Community Data Generator

Document created by Pedro Goncalves Employee on Aug 10, 2017Last modified by Diogo Belem on Nov 9, 2017
Version 7Show Document
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CDG is a Data Warehouse generator and one of the youngest members of the CTools family.
Given the definition of the dimensions that we want, CDG will randomize data within specific parameters, and output 3 different things:

  • Database and table for the fact table;
  • A file with inserts for the fact table;
  • Mondrian schema file to be used within Pentaho.


While most of the documentation mentions the usage within the scope of Pentaho, there's absolutely nothing that prevents the resulting database to be used in different contexts.


Credits: Webdetails TEam, Lead - Pedro Alves




Version 1 of CDG is called by editing a kettle transformation. In the source you'll find a src directory, but this one is our "development area". The code you need to use is inside kettle.

There are only 2 things that need to be changed:

  • In Transformation Properties you can define the name of the database and fact table;
  • In Dimension Info you configure the transformation parameters.

Change the parameters you want (or just run with the default), run the transformation, and 3 files will appear in the output directory: database and table ddl file, insert scripts and the Mondrian schema file.



Configuration File


Setting up totals

Inside the Dimension Info step you'll find a mention to the total.


var total = 5000;


Setting up dimensions

This is done within the same file you setup the dimensions. You can have as much as you want, but you must pay attention to the fact that if you use lots of dimensions / high cardinality we can quickly end up with a huge database.

While there's nothing particularly wrong with that, it's up to you doing specific optimizations like indexes or even aggregate tables. That's outside the scope of CDG.


var countries = [
   {countryName: "Italianos", proportion: 30},
   {countryName: "Portugueses", proportion: 18},
   {countryName: "Alemães", proportion: 12},
   {countryName: "Espanhóis", proportion: 10},
   {countryName: "Japoneses", proportion: 15},
   {countryName: "Coreanos", proportion: 8},
   {countryName: "Chineses", proportion: 3},
   {countryName: "Outros", proportion: 5}


The sample provided in CDG is written in Portuguese, in order to specifically test character encoding support. The generated files are encoded in UTF-8 and we always recommend using this standard in databases too.

By defining this object, CDG will create a dimension with 8 members and one level called countryName. You can have other properties in there and CDG will create a Mondrian schema with different levels. The provided example has only one.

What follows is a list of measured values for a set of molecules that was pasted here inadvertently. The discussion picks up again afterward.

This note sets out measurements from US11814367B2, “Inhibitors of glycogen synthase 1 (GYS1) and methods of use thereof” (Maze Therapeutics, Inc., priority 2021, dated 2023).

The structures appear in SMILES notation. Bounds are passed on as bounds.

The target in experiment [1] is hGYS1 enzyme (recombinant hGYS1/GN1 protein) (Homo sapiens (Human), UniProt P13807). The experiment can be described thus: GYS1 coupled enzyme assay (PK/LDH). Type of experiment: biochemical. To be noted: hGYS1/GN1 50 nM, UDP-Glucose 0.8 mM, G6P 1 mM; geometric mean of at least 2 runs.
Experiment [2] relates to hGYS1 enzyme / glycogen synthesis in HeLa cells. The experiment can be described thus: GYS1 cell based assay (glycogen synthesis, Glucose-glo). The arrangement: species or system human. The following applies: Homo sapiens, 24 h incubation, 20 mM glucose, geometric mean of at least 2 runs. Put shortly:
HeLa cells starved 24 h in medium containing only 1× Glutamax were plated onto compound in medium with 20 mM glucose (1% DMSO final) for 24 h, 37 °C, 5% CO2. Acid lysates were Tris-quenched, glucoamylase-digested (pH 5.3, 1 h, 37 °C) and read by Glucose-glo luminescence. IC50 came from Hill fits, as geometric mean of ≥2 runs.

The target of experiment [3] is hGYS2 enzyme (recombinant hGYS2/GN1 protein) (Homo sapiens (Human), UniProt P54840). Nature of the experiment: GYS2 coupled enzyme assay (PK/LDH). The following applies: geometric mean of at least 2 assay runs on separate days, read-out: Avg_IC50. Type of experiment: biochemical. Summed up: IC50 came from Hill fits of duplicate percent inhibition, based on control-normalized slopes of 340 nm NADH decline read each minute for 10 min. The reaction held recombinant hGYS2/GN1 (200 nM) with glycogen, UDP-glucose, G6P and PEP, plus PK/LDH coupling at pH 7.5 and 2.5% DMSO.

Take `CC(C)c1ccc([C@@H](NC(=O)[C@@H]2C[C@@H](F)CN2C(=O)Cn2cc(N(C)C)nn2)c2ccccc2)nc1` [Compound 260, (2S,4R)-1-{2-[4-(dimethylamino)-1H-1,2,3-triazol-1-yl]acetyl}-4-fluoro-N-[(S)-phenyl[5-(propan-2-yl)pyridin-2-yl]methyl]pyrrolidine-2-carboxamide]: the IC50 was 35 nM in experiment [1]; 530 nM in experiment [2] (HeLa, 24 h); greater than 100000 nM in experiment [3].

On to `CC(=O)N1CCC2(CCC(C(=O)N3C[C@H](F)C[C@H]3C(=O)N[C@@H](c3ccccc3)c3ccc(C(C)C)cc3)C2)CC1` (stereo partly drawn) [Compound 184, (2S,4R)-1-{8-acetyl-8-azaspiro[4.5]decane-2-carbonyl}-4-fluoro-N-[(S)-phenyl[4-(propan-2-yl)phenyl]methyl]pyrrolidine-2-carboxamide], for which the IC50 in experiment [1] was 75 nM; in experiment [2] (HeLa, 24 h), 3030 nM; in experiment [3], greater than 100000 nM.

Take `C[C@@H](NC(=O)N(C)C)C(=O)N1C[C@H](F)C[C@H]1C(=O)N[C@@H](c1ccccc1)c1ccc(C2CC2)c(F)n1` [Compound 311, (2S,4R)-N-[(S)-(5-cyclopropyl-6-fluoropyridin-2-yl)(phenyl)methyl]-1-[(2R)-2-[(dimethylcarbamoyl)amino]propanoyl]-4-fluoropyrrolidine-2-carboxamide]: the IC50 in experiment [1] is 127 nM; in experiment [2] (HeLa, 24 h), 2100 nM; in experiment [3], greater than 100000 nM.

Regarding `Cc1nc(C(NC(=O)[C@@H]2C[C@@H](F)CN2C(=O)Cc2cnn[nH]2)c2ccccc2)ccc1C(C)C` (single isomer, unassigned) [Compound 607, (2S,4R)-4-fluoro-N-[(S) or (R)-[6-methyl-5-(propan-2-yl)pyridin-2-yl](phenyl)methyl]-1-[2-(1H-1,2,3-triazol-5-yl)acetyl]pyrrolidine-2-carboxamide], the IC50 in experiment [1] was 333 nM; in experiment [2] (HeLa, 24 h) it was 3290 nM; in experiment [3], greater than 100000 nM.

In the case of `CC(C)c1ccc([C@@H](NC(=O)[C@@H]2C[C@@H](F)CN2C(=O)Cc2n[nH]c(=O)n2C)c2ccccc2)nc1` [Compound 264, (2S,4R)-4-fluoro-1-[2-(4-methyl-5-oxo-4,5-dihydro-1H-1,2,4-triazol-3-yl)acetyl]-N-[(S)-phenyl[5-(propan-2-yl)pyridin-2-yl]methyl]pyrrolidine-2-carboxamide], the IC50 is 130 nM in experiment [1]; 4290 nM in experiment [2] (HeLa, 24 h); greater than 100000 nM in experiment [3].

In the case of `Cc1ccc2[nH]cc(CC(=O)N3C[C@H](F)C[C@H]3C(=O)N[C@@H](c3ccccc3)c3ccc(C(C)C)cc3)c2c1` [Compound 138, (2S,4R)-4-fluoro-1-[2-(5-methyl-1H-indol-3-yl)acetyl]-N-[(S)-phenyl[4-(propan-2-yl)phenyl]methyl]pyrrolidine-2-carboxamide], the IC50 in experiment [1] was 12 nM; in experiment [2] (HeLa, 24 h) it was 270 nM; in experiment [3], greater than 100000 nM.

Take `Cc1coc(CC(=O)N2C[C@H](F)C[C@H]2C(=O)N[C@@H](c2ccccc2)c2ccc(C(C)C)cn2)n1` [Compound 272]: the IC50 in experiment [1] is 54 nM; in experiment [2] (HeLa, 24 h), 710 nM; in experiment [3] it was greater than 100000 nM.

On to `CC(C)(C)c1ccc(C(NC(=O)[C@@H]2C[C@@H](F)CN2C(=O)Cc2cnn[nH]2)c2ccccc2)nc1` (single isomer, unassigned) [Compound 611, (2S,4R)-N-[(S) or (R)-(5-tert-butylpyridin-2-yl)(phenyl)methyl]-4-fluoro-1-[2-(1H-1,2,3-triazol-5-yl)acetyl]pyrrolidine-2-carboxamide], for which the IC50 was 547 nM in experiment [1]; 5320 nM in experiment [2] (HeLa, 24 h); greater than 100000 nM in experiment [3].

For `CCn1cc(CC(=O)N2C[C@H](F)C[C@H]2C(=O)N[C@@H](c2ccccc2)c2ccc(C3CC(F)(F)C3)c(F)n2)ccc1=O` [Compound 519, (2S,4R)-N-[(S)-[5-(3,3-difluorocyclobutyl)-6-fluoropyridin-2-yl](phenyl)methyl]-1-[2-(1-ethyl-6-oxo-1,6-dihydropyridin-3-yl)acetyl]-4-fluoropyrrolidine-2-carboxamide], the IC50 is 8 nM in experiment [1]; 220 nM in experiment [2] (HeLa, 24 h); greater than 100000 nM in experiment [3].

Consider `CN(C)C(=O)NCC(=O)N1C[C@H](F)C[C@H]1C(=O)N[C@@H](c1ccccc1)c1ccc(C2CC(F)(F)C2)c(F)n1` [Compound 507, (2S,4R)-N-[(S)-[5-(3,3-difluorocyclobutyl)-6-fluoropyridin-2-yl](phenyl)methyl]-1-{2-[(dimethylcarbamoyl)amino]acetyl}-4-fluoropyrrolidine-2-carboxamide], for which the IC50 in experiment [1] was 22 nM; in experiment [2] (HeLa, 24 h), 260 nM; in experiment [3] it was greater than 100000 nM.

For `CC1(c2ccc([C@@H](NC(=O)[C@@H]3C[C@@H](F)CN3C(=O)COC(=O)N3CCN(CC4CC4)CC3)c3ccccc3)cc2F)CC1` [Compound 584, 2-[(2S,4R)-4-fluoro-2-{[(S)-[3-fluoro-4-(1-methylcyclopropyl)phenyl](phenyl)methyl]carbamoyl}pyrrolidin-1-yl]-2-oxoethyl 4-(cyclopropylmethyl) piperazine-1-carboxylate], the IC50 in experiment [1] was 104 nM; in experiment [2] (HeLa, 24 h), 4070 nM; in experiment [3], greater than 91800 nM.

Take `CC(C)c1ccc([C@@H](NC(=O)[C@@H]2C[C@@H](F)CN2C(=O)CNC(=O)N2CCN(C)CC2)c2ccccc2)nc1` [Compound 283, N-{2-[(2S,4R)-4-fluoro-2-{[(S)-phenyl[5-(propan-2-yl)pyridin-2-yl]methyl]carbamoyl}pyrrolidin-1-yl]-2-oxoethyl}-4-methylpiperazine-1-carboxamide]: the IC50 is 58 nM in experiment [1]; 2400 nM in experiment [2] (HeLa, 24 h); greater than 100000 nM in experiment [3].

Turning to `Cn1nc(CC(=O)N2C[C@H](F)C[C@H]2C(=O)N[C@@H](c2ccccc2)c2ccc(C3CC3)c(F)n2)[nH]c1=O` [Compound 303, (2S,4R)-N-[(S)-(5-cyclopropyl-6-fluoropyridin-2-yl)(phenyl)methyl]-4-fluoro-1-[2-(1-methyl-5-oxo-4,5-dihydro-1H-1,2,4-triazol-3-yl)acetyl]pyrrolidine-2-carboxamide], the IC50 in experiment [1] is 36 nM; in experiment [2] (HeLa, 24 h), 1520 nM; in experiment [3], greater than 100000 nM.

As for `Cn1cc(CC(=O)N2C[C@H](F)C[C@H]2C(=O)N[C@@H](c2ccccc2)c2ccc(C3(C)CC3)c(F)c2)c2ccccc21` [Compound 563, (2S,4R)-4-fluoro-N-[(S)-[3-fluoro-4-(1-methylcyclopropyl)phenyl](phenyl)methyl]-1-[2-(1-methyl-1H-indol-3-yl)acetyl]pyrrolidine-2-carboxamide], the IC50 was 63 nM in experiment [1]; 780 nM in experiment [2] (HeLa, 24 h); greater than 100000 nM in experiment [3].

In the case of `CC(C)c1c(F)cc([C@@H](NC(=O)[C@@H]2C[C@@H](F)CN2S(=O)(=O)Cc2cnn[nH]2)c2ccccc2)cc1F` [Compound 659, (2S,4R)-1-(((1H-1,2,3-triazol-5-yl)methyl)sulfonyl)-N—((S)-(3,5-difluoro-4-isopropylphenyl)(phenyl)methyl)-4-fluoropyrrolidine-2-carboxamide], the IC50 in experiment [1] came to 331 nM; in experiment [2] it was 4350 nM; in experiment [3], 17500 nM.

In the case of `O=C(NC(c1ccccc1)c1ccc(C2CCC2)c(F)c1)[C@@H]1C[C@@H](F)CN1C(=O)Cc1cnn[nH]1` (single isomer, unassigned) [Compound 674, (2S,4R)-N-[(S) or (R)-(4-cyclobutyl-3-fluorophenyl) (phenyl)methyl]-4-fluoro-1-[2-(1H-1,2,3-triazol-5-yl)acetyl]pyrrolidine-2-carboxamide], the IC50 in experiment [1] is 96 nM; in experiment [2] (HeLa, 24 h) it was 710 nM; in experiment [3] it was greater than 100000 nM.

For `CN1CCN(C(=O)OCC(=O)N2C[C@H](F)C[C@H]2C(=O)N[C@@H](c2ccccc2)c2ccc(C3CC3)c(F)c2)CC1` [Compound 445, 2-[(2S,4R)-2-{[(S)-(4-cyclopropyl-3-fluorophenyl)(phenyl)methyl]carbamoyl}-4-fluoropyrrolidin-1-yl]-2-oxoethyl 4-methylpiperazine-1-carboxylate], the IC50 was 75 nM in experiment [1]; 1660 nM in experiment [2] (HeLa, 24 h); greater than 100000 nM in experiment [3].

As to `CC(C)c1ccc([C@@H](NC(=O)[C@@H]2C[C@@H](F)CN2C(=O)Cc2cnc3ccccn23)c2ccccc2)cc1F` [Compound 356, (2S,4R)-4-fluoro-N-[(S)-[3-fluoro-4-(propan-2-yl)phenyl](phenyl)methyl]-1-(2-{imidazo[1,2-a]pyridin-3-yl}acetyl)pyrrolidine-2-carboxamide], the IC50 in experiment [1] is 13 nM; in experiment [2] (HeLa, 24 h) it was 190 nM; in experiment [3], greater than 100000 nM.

There's a special property in there called proportion - it will be used by CDG to do the breakdown of the total. In the example, roughly 30% of the total will be assigned to Italians and so on. In every aspects of the code there's a random factor in place.



Configuring Date Dimension

The date dimension is always a specific case, since it usually acts as a snapshot dimension.

Since configuring all possible members of this dimension would take too much time, we provide an utility function that generates all the dates between 2000 and 2012 down to the month.

This is standard JavaScript, so feel free to change this function in order to change the date range, month names or even adding the day level (be aware that adding the day level will substantially increase the number of values in the fact table).



var dateDim = [];

var months = [
   [1,"Jan","Janeiro"], [2,"Fev","Fevereiro"], [3,"Mar","Março"], [4,"Abr","Abril"],
   [5,"Mai","Maio"], [6,"Jun","Junho"], [7,"Jul","Julho"], [8,"Ago","Agosto"],
   [9,"Set","Setembro"], [10,"Out","Outubro"], [11,"Nov","Novembro"],

      var m = months[month];
         {"year":year ,"monthNo": m[0], "monthAbbrev":m[1], "monthDesc": m[2]}



Final Configuration

In the end of the script there's the final configuration that will be used by CDG:


var outputArray = [
   {name: "Date", dimension: dateDim, toBreakdown: false, increment: 0.05 },
   {name: "Provices", dimension: provinces, toBreakdown: true },
   {name: "Countries", dimension: countries, toBreakdown: true },
   {name: "Dates", dimension: gender, toBreakdown: true }


There we define the names and types of the dimension. The property toBreakdown should be true for normal dimensions and false for snapshot dimensions.

If it's a snapshot dimension, you need to specify the increment property. The value 0.05 basically means that we'll have roughly 5% increase each month.

After that, you can run the transformation.




After running the transformation, we get this output:

  • A .ddl file to create the database and the table;
  • A file with SQL inserts to populate the Data Warehouse;
  • A Mondrian schema file to use within Mondrian or to import to Pentaho.
 ├── cdgsample.ddl
 ├── cdgsample.mondrian.xml
 └── cdgsample.sql



The result, after declaring this new datasource and registering the cube in Mondrian, is a new cube free to use.